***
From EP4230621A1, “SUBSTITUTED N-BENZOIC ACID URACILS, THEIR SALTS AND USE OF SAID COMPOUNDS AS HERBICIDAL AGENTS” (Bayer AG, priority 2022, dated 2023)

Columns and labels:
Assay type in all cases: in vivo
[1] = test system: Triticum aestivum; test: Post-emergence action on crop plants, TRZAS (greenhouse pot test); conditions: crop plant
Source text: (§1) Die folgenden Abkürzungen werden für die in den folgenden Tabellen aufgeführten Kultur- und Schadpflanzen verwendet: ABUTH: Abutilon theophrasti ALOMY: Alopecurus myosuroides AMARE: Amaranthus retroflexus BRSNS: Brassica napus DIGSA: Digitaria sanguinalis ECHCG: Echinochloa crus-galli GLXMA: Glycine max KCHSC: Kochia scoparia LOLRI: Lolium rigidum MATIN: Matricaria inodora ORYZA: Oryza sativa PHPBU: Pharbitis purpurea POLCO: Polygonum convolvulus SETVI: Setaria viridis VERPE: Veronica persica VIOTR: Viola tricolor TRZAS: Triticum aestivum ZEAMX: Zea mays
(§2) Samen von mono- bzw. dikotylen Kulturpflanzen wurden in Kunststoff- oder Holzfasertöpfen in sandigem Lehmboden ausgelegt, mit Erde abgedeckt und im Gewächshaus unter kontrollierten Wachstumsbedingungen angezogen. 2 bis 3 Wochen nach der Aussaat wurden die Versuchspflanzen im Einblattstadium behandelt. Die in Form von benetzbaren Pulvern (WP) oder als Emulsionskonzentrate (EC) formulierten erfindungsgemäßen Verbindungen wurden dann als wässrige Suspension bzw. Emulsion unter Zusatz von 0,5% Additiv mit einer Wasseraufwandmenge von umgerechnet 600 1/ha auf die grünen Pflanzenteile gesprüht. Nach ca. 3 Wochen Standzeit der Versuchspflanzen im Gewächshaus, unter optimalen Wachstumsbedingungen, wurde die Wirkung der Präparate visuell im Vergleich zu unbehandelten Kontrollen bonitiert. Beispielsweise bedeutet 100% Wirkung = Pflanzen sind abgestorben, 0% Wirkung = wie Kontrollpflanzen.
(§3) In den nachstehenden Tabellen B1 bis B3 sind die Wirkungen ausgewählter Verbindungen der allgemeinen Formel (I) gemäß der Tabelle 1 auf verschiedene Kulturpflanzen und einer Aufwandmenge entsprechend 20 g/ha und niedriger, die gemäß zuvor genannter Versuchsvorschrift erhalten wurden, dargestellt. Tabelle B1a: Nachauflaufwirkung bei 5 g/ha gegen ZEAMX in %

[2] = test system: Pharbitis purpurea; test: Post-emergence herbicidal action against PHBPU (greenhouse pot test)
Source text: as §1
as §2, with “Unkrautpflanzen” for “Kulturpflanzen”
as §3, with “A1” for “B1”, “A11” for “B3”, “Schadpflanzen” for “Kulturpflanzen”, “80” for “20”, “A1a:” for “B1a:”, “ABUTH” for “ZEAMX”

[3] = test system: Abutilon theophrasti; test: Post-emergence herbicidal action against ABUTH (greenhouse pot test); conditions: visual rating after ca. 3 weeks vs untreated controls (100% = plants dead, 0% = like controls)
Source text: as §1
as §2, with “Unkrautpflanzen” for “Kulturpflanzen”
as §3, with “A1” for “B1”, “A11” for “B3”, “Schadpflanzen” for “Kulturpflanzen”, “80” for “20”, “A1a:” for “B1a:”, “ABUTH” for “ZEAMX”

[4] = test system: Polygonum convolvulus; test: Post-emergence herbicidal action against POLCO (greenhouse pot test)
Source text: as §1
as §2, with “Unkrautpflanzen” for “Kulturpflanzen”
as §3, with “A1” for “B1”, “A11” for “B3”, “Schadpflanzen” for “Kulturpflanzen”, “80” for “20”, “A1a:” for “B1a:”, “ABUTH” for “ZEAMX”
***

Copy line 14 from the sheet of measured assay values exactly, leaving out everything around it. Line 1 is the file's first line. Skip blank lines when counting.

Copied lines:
as §2, with “Unkrautpflanzen” for “Kulturpflanzen”